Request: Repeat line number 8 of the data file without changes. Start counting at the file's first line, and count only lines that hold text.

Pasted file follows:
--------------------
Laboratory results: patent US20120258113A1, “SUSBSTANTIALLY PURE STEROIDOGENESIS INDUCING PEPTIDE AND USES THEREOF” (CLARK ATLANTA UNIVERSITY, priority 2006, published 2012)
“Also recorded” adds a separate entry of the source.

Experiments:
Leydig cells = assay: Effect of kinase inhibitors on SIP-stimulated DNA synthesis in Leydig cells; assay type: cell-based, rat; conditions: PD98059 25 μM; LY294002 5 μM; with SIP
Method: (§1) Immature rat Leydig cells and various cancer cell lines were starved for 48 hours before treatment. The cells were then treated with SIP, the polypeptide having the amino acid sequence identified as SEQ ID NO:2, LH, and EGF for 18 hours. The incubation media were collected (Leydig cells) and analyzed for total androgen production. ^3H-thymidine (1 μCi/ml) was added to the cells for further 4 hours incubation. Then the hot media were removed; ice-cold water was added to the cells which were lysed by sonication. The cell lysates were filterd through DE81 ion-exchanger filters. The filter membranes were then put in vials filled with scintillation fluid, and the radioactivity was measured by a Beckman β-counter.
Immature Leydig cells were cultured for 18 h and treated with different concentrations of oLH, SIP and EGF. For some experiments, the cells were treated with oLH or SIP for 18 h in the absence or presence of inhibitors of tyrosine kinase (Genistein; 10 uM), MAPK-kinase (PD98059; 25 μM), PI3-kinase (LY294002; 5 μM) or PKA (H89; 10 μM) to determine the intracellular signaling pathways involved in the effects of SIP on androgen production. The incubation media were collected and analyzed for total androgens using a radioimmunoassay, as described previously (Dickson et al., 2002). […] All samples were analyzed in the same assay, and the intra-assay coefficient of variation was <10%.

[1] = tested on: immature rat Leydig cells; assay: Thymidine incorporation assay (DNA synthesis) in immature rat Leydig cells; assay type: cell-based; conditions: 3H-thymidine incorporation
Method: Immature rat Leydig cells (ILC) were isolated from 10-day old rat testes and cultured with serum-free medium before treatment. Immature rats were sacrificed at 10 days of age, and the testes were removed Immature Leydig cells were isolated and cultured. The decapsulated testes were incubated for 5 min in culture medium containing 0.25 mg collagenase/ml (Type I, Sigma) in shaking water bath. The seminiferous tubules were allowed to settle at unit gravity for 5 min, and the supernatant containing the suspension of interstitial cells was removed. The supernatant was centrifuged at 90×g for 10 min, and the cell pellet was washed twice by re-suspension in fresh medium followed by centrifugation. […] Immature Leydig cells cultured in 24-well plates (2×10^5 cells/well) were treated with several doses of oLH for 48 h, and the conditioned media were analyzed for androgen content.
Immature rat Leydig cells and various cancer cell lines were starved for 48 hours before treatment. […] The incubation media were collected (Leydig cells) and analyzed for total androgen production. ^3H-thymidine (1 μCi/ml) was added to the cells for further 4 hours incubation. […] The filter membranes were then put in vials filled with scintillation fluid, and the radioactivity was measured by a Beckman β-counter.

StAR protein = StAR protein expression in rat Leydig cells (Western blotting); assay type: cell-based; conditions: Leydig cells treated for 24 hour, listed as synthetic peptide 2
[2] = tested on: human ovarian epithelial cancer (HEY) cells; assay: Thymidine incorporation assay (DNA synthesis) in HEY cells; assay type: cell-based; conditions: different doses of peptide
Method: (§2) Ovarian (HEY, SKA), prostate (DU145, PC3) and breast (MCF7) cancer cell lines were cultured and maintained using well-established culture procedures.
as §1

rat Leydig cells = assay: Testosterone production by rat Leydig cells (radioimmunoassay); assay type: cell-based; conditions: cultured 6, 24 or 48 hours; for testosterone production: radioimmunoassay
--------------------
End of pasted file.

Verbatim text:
Method: Immature rat Leydig cells (ILC) were isolated from 10-day old rat testes and cultured with serum-free medium before treatment. Immature rats were sacrificed at 10 days of age, and the testes were removed Immature Leydig cells were isolated and cultured. The decapsulated testes were incubated for 5 min in culture medium containing 0.25 mg collagenase/ml (Type I, Sigma) in shaking water bath. The seminiferous tubules were allowed to settle at unit gravity for 5 min, and the supernatant containing the suspension of interstitial cells was removed. The supernatant was centrifuged at 90×g for 10 min, and the cell pellet was washed twice by re-suspension in fresh medium followed by centrifugation. […] Immature Leydig cells cultured in 24-well plates (2×10^5 cells/well) were treated with several doses of oLH for 48 h, and the conditioned media were analyzed for androgen content.